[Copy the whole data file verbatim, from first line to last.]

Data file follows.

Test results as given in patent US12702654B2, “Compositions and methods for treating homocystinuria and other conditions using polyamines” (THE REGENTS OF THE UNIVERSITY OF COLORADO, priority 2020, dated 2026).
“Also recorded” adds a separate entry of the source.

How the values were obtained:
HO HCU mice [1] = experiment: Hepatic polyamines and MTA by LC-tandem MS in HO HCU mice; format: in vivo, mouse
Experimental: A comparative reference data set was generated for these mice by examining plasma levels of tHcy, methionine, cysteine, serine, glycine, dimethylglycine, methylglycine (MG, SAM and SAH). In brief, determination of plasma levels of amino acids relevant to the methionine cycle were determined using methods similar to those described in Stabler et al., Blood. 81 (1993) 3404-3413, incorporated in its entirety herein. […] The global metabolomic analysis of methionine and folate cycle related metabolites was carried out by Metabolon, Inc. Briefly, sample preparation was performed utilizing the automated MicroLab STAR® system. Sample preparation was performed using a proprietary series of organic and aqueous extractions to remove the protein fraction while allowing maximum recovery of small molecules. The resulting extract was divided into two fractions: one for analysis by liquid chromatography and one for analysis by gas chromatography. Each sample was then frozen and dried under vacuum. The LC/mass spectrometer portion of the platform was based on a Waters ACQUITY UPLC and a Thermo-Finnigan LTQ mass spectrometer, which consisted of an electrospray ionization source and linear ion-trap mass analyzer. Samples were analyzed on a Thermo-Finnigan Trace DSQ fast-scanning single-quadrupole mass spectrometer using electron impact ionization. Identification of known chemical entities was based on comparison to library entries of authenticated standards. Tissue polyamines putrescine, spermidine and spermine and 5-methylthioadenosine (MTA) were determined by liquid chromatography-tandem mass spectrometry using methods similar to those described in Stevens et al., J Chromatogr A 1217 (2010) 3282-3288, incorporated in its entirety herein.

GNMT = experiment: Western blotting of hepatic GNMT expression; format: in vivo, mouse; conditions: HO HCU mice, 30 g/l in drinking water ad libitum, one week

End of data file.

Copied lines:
Test results as given in patent US12702654B2, “Compositions and methods for treating homocystinuria and other conditions using polyamines” (THE REGENTS OF THE UNIVERSITY OF COLORADO, priority 2020, dated 2026).
“Also recorded” adds a separate entry of the source.

How the values were obtained:
HO HCU mice [1] = experiment: Hepatic polyamines and MTA by LC-tandem MS in HO HCU mice; format: in vivo, mouse
Experimental: A comparative reference data set was generated for these mice by examining plasma levels of tHcy, methionine, cysteine, serine, glycine, dimethylglycine, methylglycine (MG, SAM and SAH). In brief, determination of plasma levels of amino acids relevant to the methionine cycle were determined using methods similar to those described in Stabler et al., Blood. 81 (1993) 3404-3413, incorporated in its entirety herein. […] The global metabolomic analysis of methionine and folate cycle related metabolites was carried out by Metabolon, Inc. Briefly, sample preparation was performed utilizing the automated MicroLab STAR® system. Sample preparation was performed using a proprietary series of organic and aqueous extractions to remove the protein fraction while allowing maximum recovery of small molecules. The resulting extract was divided into two fractions: one for analysis by liquid chromatography and one for analysis by gas chromatography. Each sample was then frozen and dried under vacuum. The LC/mass spectrometer portion of the platform was based on a Waters ACQUITY UPLC and a Thermo-Finnigan LTQ mass spectrometer, which consisted of an electrospray ionization source and linear ion-trap mass analyzer. Samples were analyzed on a Thermo-Finnigan Trace DSQ fast-scanning single-quadrupole mass spectrometer using electron impact ionization. Identification of known chemical entities was based on comparison to library entries of authenticated standards. Tissue polyamines putrescine, spermidine and spermine and 5-methylthioadenosine (MTA) were determined by liquid chromatography-tandem mass spectrometry using methods similar to those described in Stevens et al., J Chromatogr A 1217 (2010) 3282-3288, incorporated in its entirety herein.

GNMT = experiment: Western blotting of hepatic GNMT expression; format: in vivo, mouse; conditions: HO HCU mice, 30 g/l in drinking water ad libitum, one week